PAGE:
Just the Facts

Five Facts on U.S.-China Trade

By Emma Petasis
May 6, 2019 | Blog

President Trump threatened to increase tariffs on Chinese goods after the world’s two biggest economies were unable to come to an agreement. Here are five facts on US-China trade.

1. China is on track to overtake the United States as the world’s largest economy by 2030.

The Council on Foreign Relations reported that China became the world’s second largest economy in 2010 after surpassing Japan.[1]On track to become the world’s number one economy, China’s economic growth, population size, and defense spending will outstrip the U.S. at the regional level by 2030.[2]

2. China is the largest U.S. Foreign Creditor

As of 2008, China became the largest foreign holder of U.S. debt – holding $600 billion. As of 2018, this number shut up to $1.18 trillion.[3]This only comes to almost 6%, while over 70% is owned domestically.[4]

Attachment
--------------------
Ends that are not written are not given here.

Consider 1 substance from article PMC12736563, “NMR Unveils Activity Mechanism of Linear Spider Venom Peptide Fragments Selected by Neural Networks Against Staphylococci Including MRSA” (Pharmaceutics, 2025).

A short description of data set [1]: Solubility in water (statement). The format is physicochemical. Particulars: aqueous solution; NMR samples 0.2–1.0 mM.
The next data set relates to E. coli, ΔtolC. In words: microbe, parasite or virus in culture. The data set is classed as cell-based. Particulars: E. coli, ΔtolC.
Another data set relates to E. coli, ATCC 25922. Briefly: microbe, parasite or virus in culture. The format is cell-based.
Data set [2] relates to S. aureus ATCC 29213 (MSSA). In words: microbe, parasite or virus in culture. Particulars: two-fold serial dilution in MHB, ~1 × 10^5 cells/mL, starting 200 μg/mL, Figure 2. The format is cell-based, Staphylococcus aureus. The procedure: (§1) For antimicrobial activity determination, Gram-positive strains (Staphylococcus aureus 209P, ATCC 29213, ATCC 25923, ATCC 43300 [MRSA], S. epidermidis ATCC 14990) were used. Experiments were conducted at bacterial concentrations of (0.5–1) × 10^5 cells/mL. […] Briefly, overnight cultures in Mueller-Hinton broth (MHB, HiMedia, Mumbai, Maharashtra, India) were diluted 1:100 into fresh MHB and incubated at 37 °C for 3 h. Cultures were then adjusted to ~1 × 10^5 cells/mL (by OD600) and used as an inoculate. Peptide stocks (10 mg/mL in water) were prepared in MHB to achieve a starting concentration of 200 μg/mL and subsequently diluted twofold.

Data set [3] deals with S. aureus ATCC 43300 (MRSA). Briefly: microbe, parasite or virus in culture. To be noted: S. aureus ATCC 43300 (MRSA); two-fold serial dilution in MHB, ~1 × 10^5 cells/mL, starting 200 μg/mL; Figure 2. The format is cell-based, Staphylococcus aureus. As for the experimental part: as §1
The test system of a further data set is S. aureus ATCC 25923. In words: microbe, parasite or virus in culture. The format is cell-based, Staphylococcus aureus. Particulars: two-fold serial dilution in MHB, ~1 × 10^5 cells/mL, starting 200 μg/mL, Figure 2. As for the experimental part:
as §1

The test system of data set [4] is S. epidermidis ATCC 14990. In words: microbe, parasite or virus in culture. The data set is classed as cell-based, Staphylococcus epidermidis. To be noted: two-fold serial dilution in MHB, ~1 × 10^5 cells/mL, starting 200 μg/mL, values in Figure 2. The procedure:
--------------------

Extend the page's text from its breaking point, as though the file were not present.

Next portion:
3. The Trans-Pacific Partnership was created as a multinational free trade agreement.

In November 2011, President Barack Obama announced that the United States along with Australia, Vietnam, Peru, Canada, Japan, Malaysia and Mexico would join the trade partnership and the pact was signed in early 2016. President Trump would later withdraw the United States from the deal in 2017.[5]


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4. President Trump began imposing new tariffs in July 2018.

The Trump Administration imposed tariffs on $34 billion of Chinese goods, with some facing a 25% import tax, although currently at 10%. The president argued that China takes advantage of the free trade rules, and China ultimately retaliates with tariffs of their own, on food like beef, seafood, and dairy.[6]

5. An escalation of the trade war could weaken global growth. 

CNN writes that If Trump’s threat of a 25% tariff on Chinese exports to the United States ends up playing out, Chinese growth would take a direct hit and need to impose tariffs in return. Even with positive changes made to influence on the U.S. economy, or simply negotiating tactics can weaken global growth through external shocks.[7]The threat alone caused markets to plunge on Monday but they recovered throughout the day.








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